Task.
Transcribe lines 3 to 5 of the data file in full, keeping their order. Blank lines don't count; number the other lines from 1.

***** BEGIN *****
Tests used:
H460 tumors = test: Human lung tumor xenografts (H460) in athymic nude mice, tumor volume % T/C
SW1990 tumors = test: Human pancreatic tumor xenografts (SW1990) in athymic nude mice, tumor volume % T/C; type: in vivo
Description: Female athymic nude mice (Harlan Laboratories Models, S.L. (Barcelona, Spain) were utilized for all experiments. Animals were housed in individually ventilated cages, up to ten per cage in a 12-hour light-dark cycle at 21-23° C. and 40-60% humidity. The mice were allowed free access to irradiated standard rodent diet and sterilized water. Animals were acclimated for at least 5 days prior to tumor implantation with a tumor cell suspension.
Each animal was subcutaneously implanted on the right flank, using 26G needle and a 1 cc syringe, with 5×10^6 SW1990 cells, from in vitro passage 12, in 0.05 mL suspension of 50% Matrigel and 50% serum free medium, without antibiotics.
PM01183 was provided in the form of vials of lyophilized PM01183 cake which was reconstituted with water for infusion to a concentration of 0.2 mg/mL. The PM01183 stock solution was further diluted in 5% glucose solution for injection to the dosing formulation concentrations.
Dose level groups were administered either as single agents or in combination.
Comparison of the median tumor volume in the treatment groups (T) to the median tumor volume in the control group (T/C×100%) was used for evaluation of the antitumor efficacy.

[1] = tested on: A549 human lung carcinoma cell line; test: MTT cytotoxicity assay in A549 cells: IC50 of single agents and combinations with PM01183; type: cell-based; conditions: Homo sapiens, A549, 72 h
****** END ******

SW1990 tumors = test: Human pancreatic tumor xenografts (SW1990) in athymic nude mice, tumor volume % T/C; type: in vivo
Description: Female athymic nude mice (Harlan Laboratories Models, S.L. (Barcelona, Spain) were utilized for all experiments. Animals were housed in individually ventilated cages, up to ten per cage in a 12-hour light-dark cycle at 21-23° C. and 40-60% humidity. The mice were allowed free access to irradiated standard rodent diet and sterilized water. Animals were acclimated for at least 5 days prior to tumor implantation with a tumor cell suspension.
Each animal was subcutaneously implanted on the right flank, using 26G needle and a 1 cc syringe, with 5×10^6 SW1990 cells, from in vitro passage 12, in 0.05 mL suspension of 50% Matrigel and 50% serum free medium, without antibiotics.